It takes more than just talking points and messaging skill to move hearts and minds, flip the script, and create lasting change. It takes deep personal resolve, courage, and oftentimes vulnerability – qualities that are not easy to come by.
It’s humbling to see our Communications Institute Fellows and Creative Change alumni embody these characteristics in their tireless work to make our country a better place for everyone to live. They bring their full selves to the editorials they write, the interviews they give, and the stories they tell. Often facing fierce opposition, they continue to draw from their personal experiences and what they’ve learned – both through their successes and their mistakes. In today’s ephemeral media, this makes all the difference, because it sticks. Here are a handful of examples:
Comedian and Creative Change Alumna Zahra Noorbaksh (‘CC 16) wrote a thought provoking op-ed for The New York Times titled “It’s Not This Muslim Comedian’s Job to Open Your Mind.” In the piece, she recounts backing out of a post-election TV variety show because she felt conflicted about the producer’s intention when she said “As a feminist, Muslim, Iranian-American comedian, you could be exactly what this country needs right now.” After saying “yes” to many TV producers interested in this angle, Zahra reflects, “I do understand that comedy has some potential to open people’s minds. But I’ve become convinced that the primary role of political humor today shouldn’t be to alleviate tensions or smooth out differences. It should be to heighten them and illuminate for everyone what is a moment of crisis.”
Communications Institute Fellow Soffiyah Elijah (CI ’15), Executive Director of Alliance of Families for Justice in New York, wrote a Mother’s Day themed op-ed for the Hill on May 14 titled "Honoring mothers on both sides of the bars." An excerpt from the op-ed: “Every year, Mother’s Day tributes abound in the media with truly touching stories of moms who went the extra mile for their kids, moms who faced adversity to beat impossible odds and moms who are no longer with us. But there are other moms — every bit as deserving of our attention on this holiday — who go entirely unnoticed: the 2 million mothers with incarcerated children and the nearly 150,000 mothers who are themselves incarcerated.”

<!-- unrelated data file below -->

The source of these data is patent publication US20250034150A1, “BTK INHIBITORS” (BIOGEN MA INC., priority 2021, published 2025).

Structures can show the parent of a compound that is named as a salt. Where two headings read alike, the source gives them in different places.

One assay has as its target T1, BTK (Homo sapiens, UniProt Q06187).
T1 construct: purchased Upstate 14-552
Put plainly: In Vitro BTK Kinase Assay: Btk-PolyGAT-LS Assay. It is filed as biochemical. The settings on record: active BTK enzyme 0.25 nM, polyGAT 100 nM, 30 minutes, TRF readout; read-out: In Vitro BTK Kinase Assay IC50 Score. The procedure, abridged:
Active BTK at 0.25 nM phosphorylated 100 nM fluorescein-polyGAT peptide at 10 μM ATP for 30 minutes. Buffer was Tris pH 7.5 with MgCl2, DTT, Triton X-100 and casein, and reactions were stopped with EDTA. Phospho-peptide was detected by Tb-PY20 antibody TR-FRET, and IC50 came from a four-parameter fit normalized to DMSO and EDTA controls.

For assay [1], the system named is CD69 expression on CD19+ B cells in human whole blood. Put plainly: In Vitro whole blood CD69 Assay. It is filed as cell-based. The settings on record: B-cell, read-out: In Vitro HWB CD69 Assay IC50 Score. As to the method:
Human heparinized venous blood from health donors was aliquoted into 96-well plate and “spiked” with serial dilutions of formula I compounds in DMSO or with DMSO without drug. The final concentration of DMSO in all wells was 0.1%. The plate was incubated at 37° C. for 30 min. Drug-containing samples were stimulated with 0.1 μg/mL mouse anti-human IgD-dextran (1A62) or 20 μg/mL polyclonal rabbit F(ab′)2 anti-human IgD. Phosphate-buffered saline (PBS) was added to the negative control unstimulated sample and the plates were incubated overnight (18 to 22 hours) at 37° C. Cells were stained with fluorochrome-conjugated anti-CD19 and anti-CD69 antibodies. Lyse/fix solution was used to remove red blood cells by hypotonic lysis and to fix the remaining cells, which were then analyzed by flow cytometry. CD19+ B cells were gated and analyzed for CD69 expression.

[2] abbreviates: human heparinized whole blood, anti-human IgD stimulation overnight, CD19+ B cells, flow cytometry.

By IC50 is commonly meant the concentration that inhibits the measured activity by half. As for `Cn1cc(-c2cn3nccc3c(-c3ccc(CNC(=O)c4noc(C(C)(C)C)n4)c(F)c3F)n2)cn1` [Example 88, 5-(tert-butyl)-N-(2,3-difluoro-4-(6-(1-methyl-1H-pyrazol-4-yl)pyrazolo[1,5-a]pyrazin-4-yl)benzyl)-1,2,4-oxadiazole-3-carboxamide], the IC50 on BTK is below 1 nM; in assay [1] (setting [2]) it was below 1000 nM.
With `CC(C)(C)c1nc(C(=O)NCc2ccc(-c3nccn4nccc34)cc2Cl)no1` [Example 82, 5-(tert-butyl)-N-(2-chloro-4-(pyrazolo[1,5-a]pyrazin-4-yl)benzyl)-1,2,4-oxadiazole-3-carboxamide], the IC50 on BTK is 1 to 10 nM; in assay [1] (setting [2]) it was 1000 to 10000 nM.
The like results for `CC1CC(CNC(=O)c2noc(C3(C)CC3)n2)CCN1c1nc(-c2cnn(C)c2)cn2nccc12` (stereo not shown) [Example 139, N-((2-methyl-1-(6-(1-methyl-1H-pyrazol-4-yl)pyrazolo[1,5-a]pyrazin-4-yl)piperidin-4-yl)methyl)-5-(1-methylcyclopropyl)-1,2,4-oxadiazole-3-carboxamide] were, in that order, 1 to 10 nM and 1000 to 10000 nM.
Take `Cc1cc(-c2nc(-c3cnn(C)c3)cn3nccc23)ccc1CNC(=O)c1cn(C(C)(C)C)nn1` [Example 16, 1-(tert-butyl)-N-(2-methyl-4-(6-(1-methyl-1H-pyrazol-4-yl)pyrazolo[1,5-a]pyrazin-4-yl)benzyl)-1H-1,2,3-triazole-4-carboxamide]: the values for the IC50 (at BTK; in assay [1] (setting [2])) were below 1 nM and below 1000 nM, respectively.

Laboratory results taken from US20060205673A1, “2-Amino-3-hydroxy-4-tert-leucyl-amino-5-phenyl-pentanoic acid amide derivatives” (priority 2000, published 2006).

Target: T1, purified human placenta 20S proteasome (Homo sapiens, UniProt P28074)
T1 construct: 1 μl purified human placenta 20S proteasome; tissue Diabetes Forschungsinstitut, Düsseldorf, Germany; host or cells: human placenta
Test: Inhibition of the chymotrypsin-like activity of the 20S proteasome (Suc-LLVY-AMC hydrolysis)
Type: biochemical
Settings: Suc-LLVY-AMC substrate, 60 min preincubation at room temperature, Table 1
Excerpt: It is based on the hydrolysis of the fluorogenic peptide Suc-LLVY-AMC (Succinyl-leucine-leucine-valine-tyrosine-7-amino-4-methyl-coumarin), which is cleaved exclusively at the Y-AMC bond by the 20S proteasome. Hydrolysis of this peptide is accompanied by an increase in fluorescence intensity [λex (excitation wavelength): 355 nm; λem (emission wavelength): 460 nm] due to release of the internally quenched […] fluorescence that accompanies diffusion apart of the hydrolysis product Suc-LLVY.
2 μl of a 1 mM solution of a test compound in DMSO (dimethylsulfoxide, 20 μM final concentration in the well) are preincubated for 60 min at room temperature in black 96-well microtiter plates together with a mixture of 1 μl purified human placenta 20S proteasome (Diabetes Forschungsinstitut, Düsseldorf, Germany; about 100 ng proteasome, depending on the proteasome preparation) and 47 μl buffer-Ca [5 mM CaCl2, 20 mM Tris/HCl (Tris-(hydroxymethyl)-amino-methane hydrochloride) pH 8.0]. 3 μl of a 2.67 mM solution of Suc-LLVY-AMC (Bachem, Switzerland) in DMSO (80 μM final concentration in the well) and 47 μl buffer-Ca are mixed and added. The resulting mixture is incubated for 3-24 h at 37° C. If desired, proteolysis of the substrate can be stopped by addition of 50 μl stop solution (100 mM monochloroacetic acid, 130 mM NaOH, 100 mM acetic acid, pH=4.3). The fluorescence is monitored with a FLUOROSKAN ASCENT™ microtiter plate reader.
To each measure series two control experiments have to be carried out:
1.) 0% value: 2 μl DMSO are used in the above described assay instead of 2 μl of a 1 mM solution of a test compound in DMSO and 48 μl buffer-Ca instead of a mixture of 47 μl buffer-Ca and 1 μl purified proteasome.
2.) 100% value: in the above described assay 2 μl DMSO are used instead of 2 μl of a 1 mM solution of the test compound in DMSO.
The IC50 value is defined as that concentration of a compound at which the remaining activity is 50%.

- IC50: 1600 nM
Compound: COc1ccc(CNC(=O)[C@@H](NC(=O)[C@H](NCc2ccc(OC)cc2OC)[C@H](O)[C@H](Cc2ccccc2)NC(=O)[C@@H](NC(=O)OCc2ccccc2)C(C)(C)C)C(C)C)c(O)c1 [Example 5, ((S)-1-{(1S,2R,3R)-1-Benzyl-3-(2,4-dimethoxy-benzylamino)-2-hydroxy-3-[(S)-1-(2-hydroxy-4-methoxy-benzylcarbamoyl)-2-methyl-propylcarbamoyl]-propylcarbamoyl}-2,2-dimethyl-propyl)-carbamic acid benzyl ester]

Christian Ramirez, director of the Southern Border Communities Coalition, was quoted in an Arizona Daily Sun article about unqualified border patrol agents. The agency’s past hiring practices, Christian said, led to “unchecked, unaccountable, and unprofessional” agents operating in border areas. That could happen again if the agencies rapidly hire more people without having systems to ensure those applicants qualify for the job, he said. Read more.
The Washington Post featured a letter to the editor written by Communications Institute Fellow John-Michael Torres (CI ’16) arguing against Trump's border wall. “The wall would turn our homes into prisons, with our children growing up in the shadow of a symbol of hatred for the Latino immigrants living here,” he writes. John-Michael is the Communications Coordinator at La Unión del Pueblo Entero.
The Drug Policy Alliance’s New York State Director, Kassandra Frederique (CI ’15), appeared in a TV news broadcast about the New York Safe Shape Tour. The tour stopped in Buffalo, NY earlier this month as part of a statewide push calling for the creation of safe injection sites in New York. The tour is visiting several other cities hit hardest by the drug epidemic: Albany, Poughkeepsie, New York City, Ithaca, Rochester, and Syracuse.
National Public Policy Chair at Black Youth Project 100, Janaé Bonsu (CI ’16), was quoted in an article on Truthout.org about the lawsuit filed by local activists against the Chicago Police Department and its database of suspected gang members. She argues that the gang database, which was developed as an “effort to stay ahead of crime,” is fundamentally an excuse to “justify further surveillance and excessive force against Black and Brown folks in this very sensitive time regarding citizenship.” Read more.